Even if you don’t drive a truck, you’ll want to know certain things about this type of vehicle so that you can stay safer on the road. This is especially true when sharing the road with semis and other large trucks that are commonly used to transport large shipments. A report issued by the American Trucking Association revealed that 80 percent of accidents involving both cars and trucks were caused by the driver of the car. This is in large part due to the fact that many car drivers are oblivious to the dangers of large trucks and the way that handling them is different from handling a car. This, combined with the natural vulnerability of being in a smaller vehicle, makes truck crashes all the more tragic as they are both more damaging and more preventable to car drivers. Here are three important things to know about trucks as a non-truck driver.
Larger Blind Spots
Like with other types of motorized vehicles, trucks have blind spots. Though they usually have larger mirrors to accommodate for their size, their length means it is harder for the truck driver to see a small car driving besides them. Ending up in one of these blind spots could put you in danger if the truck driver decides to change lanes and isn’t able to see you. Generally speaking, if you can’t see the truck’s side mirrors, the truck driver can’t see you. You should also avoid driving for an extended period alongside a truck. The right side of a truck is even more difficult for the truck driver to see than the left, as they can’t look out the window to see their blind spot on that side. The blind spots for a truck include the thirty feet behind the truck and the twenty feet right in front of it—so don’t cut in front of a truck and suddenly slow down! As trucks have to make wide turns, it’s especially dangerous to try to pass them at an intersection. You may think it is going straight, only to slam into its side as it turns. It’s best to give large trucks extra room and stay as far away from them as possible so that you don’t end up in a blind spot.
Trucks Take Longer to Stop
Since large trucks with heavy loads are so massive in size and carry so much weight, they require more roadway to stop. In fact, they may need twice as much space as a standard passenger vehicle to come to a complete stop safely. Stopping distance is made of three parts: perception distance, reaction time, and braking distance. Perception distance is how far the vehicle travels as the driver notices and predicts hazards. Reaction time is how long it takes for the driver to react, and braking distance is how long it takes to physically stop after pressing the brakes. As many truck drivers spend long stretches on the road, even up to 11 hours, they can start to deal with truck driver fatigue, which lowers their perception and reaction time. Changing lanes quickly and getting closely in front of a truck could put you in great danger if you cut things too short and the driver isn’t able to stop in time. In addition to the time it take to react, trucks take longer to brake because of brake lag. Large trucks use air brakes instead of the hydraulic brakes of most passenger vehicles, and air brakes have a lag time between when they are activated and when they start working. Semi-trucks also take a bit more time to accelerate than passenger cars, so be careful of riding too close behind them as well. It’s also important to give truck drivers time to react, so put on your turn signal earlier than you usually would and give them more time to respond and slow down in preparation.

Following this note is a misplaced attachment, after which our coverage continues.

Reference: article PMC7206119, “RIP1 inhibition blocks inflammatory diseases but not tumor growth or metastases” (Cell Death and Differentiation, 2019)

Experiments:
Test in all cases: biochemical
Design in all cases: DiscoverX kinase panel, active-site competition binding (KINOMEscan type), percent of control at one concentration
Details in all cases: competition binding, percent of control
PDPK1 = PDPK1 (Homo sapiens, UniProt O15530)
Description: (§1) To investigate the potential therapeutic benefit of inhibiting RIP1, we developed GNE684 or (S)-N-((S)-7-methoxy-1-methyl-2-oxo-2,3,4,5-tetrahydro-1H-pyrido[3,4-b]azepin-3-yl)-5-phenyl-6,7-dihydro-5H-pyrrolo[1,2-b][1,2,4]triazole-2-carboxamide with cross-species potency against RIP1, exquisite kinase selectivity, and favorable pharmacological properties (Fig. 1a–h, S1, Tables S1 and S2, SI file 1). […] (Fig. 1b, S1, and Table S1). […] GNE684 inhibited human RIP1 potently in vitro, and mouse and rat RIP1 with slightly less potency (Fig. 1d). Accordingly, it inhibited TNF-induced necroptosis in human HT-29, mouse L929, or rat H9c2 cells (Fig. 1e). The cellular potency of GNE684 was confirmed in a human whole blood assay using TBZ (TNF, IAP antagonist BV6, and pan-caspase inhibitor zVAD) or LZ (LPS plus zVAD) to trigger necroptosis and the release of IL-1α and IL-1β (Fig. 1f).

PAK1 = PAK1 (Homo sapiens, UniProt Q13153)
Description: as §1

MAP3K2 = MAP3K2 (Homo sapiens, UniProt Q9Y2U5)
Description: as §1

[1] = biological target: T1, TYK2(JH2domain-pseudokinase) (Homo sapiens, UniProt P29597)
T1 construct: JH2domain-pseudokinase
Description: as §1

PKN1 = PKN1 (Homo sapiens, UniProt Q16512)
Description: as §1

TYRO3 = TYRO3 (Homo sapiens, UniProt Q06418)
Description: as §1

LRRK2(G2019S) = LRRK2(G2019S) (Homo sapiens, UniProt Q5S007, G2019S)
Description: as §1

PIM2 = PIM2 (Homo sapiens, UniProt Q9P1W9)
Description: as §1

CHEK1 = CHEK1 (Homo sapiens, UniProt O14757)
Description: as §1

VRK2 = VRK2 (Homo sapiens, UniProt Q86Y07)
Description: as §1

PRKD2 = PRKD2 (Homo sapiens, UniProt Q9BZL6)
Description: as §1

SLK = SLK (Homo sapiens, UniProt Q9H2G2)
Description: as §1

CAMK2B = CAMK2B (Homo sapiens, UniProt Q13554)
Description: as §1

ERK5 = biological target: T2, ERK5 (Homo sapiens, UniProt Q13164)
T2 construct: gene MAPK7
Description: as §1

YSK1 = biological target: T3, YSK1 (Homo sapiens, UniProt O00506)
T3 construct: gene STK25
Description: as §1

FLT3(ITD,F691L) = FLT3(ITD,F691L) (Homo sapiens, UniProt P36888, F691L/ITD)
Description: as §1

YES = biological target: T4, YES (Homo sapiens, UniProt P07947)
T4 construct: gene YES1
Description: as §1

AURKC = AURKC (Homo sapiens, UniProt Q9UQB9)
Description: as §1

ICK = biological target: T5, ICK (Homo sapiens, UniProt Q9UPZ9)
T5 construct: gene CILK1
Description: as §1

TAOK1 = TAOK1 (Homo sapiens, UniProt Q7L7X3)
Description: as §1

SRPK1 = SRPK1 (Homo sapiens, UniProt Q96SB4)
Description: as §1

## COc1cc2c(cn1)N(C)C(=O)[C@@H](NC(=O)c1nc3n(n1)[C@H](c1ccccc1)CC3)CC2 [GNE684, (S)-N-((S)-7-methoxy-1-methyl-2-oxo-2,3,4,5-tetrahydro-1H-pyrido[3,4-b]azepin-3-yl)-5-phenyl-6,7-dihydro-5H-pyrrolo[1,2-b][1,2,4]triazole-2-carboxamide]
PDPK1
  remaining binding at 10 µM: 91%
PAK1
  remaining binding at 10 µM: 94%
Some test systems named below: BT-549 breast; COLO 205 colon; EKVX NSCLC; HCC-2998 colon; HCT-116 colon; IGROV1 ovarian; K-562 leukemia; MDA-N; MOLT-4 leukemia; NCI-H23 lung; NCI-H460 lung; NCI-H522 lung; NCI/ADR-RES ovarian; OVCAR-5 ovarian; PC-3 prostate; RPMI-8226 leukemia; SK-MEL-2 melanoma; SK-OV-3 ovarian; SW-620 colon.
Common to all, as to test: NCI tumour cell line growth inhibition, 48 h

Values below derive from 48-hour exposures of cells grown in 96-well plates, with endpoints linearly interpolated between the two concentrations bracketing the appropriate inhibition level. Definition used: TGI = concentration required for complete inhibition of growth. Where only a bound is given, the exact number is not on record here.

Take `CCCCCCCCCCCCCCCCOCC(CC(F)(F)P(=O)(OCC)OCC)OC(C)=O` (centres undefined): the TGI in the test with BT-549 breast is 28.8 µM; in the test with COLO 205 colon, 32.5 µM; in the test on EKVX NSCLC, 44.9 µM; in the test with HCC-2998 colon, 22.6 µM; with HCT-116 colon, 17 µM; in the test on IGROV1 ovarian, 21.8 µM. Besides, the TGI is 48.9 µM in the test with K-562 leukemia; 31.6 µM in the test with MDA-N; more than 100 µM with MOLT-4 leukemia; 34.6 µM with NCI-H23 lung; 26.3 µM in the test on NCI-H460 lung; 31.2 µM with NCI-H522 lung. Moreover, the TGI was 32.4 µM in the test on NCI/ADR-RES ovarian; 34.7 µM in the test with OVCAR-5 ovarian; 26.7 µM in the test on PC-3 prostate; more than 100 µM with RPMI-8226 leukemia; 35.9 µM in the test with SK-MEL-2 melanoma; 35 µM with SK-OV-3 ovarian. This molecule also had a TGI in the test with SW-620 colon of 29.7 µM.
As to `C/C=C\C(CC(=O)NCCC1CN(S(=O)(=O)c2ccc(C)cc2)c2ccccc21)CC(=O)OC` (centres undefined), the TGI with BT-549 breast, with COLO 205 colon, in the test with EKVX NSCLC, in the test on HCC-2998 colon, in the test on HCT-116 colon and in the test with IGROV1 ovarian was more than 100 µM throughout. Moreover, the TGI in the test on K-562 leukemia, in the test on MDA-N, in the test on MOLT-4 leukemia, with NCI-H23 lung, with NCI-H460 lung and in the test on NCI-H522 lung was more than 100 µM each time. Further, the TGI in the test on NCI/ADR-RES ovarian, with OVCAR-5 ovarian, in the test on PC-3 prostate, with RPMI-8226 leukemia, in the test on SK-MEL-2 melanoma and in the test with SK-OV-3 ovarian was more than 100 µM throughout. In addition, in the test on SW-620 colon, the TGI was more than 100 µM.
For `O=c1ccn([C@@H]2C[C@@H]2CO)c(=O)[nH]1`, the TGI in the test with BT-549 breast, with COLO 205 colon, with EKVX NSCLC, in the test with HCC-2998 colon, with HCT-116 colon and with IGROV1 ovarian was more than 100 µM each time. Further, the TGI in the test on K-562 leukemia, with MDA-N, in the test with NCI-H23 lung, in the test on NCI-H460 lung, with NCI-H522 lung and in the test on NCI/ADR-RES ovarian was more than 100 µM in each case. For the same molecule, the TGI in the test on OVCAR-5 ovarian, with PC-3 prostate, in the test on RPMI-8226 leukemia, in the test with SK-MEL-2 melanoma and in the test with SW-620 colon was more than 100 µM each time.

Knowing everything there is to know about trucks as a non-truck driver could help you protect your rights if you ever need to take legal action against a trucker or their employer. Truck drivers are expected to follow additional laws of the road, and you may have a case if you get into an accident and believe that the driver violated any laws. As stated above, however, in most cases the accident was preventable and the fault of an overly hasty, impatient, or oblivious car driver.
Tire Blowouts Can be Dangerous
Some large trucks have as many as 18 wheels, and although it is uncommon, these wheels could blow out suddenly without giving you much time to react. Even though many reputable truck body parts retailers sell truck tires that are made to be durable, blowouts can still occur if the tires have not been maintained properly. Experiencing a tire blowout may cause the driver of the truck to lose control and collide into other nearby vehicles. The material from the blown-out tire itself could pose additional hazards if pieces break off from the wheel. Most trucking companies follow strict regulations on the upkeep of their trucks, but accidents and oversights still occur, and it’s important to stay safe. Make sure to stay aware of your surroundings and of the dangers and abilities of large vehicles. You can stay safer on the road by being aware of the factors that may cause an accident with a truck. Knowing what to watch for when sharing the road with trucks can give you a greater sense of empowerment behind the wheel.